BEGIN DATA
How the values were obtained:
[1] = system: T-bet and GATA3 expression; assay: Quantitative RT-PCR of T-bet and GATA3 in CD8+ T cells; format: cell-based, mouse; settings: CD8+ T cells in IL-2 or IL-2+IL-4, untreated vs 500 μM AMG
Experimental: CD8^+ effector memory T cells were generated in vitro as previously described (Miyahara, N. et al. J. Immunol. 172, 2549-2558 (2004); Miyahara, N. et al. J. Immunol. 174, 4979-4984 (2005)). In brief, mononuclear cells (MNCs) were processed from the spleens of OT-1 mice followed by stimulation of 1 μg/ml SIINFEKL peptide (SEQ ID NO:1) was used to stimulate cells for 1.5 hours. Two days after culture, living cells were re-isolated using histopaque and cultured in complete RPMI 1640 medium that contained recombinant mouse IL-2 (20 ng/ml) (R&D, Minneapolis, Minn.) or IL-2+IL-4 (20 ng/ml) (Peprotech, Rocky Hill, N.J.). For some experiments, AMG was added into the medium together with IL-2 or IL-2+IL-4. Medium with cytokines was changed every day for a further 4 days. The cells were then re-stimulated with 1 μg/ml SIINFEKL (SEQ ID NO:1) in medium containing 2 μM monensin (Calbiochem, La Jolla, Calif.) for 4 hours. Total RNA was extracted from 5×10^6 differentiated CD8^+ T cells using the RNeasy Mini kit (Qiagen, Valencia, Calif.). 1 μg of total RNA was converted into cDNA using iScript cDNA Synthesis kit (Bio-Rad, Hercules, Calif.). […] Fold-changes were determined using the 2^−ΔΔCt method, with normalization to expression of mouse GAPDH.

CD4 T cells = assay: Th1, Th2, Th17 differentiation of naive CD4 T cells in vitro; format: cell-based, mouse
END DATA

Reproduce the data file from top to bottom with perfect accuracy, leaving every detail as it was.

How the values were obtained:
[1] = system: T-bet and GATA3 expression; assay: Quantitative RT-PCR of T-bet and GATA3 in CD8+ T cells; format: cell-based, mouse; settings: CD8+ T cells in IL-2 or IL-2+IL-4, untreated vs 500 μM AMG
Experimental: CD8^+ effector memory T cells were generated in vitro as previously described (Miyahara, N. et al. J. Immunol. 172, 2549-2558 (2004); Miyahara, N. et al. J. Immunol. 174, 4979-4984 (2005)). In brief, mononuclear cells (MNCs) were processed from the spleens of OT-1 mice followed by stimulation of 1 μg/ml SIINFEKL peptide (SEQ ID NO:1) was used to stimulate cells for 1.5 hours. Two days after culture, living cells were re-isolated using histopaque and cultured in complete RPMI 1640 medium that contained recombinant mouse IL-2 (20 ng/ml) (R&D, Minneapolis, Minn.) or IL-2+IL-4 (20 ng/ml) (Peprotech, Rocky Hill, N.J.). For some experiments, AMG was added into the medium together with IL-2 or IL-2+IL-4. Medium with cytokines was changed every day for a further 4 days. The cells were then re-stimulated with 1 μg/ml SIINFEKL (SEQ ID NO:1) in medium containing 2 μM monensin (Calbiochem, La Jolla, Calif.) for 4 hours. Total RNA was extracted from 5×10^6 differentiated CD8^+ T cells using the RNeasy Mini kit (Qiagen, Valencia, Calif.). 1 μg of total RNA was converted into cDNA using iScript cDNA Synthesis kit (Bio-Rad, Hercules, Calif.). […] Fold-changes were determined using the 2^−ΔΔCt method, with normalization to expression of mouse GAPDH.

CD4 T cells = assay: Th1, Th2, Th17 differentiation of naive CD4 T cells in vitro; format: cell-based, mouse